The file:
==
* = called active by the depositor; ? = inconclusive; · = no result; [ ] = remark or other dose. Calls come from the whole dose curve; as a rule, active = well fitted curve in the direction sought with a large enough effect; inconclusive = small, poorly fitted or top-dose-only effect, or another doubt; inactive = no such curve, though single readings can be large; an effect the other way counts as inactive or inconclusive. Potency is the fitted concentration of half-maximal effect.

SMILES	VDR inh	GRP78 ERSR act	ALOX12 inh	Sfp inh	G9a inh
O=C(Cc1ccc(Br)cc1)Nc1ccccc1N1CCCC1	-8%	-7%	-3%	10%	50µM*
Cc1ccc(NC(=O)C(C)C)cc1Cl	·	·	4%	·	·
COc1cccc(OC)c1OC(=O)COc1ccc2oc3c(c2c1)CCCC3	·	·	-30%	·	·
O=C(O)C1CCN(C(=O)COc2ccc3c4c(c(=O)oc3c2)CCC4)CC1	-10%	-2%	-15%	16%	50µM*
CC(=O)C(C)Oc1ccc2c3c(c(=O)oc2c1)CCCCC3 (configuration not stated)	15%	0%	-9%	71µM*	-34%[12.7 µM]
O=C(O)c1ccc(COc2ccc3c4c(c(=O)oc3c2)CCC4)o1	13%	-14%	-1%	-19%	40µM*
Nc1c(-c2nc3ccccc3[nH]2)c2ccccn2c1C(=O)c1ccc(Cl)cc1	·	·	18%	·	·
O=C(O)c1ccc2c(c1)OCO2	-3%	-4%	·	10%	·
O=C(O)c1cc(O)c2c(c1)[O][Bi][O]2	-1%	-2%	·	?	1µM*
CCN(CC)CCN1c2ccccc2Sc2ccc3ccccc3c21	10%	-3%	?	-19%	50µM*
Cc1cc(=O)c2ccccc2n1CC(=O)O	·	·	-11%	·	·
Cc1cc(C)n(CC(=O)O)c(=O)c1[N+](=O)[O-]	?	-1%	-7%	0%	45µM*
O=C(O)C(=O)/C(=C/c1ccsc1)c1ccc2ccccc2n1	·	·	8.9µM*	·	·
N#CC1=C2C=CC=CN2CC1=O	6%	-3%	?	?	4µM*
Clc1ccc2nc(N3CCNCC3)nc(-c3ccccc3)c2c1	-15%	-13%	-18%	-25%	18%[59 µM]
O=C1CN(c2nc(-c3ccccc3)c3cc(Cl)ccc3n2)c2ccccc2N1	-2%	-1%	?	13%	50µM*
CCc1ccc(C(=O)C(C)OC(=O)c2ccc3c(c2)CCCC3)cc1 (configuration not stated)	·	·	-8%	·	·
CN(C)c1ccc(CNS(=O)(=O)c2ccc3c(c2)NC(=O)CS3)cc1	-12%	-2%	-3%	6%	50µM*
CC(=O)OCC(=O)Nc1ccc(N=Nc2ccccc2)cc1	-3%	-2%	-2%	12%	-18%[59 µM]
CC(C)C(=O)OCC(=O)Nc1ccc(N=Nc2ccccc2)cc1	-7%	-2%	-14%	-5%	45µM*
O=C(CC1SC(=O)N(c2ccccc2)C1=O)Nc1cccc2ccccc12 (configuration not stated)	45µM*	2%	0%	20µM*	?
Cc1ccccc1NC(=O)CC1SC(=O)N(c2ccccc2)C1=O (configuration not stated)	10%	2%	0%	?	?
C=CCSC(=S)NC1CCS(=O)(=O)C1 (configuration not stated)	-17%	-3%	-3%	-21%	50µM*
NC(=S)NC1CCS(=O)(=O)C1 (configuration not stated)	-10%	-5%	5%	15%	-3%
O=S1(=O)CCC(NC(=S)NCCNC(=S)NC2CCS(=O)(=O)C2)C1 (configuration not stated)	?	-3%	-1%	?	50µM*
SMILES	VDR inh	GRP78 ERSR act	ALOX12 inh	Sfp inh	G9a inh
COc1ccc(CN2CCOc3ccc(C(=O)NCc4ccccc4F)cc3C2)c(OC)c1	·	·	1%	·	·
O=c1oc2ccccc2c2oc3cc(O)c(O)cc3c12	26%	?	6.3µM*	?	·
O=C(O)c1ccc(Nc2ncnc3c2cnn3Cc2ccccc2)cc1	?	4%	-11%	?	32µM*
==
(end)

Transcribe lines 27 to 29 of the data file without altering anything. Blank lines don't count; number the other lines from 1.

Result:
O=S1(=O)CCC(NC(=S)NCCNC(=S)NC2CCS(=O)(=O)C2)C1 (configuration not stated)	?	-3%	-1%	?	50µM*
SMILES	VDR inh	GRP78 ERSR act	ALOX12 inh	Sfp inh	G9a inh
COc1ccc(CN2CCOc3ccc(C(=O)NCc4ccccc4F)cc3C2)c(OC)c1	·	·	1%	·	·